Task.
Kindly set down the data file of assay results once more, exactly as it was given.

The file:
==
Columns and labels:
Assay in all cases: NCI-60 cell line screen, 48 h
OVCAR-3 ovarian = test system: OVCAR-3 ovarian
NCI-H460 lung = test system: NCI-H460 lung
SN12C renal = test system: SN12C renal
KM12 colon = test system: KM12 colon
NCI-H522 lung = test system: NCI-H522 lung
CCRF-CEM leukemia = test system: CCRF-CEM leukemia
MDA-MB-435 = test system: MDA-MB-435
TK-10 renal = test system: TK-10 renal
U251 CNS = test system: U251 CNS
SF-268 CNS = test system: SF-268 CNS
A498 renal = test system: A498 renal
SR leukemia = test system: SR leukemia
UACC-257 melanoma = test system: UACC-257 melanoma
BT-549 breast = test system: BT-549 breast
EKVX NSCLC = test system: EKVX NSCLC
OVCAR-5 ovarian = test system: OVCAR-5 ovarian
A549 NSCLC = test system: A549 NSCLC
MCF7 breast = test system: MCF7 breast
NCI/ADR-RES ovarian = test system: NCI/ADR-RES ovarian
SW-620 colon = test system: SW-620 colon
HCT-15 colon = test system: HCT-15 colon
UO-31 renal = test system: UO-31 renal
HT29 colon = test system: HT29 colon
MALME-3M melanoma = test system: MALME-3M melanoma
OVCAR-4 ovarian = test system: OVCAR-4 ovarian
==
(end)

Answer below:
Columns and labels:
Assay in all cases: NCI-60 cell line screen, 48 h
OVCAR-3 ovarian = test system: OVCAR-3 ovarian
NCI-H460 lung = test system: NCI-H460 lung
SN12C renal = test system: SN12C renal
KM12 colon = test system: KM12 colon
NCI-H522 lung = test system: NCI-H522 lung
CCRF-CEM leukemia = test system: CCRF-CEM leukemia
MDA-MB-435 = test system: MDA-MB-435
TK-10 renal = test system: TK-10 renal
U251 CNS = test system: U251 CNS
SF-268 CNS = test system: SF-268 CNS
A498 renal = test system: A498 renal
SR leukemia = test system: SR leukemia
UACC-257 melanoma = test system: UACC-257 melanoma
BT-549 breast = test system: BT-549 breast
EKVX NSCLC = test system: EKVX NSCLC
OVCAR-5 ovarian = test system: OVCAR-5 ovarian
A549 NSCLC = test system: A549 NSCLC
MCF7 breast = test system: MCF7 breast
NCI/ADR-RES ovarian = test system: NCI/ADR-RES ovarian
SW-620 colon = test system: SW-620 colon
HCT-15 colon = test system: HCT-15 colon
UO-31 renal = test system: UO-31 renal
HT29 colon = test system: HT29 colon
MALME-3M melanoma = test system: MALME-3M melanoma
OVCAR-4 ovarian = test system: OVCAR-4 ovarian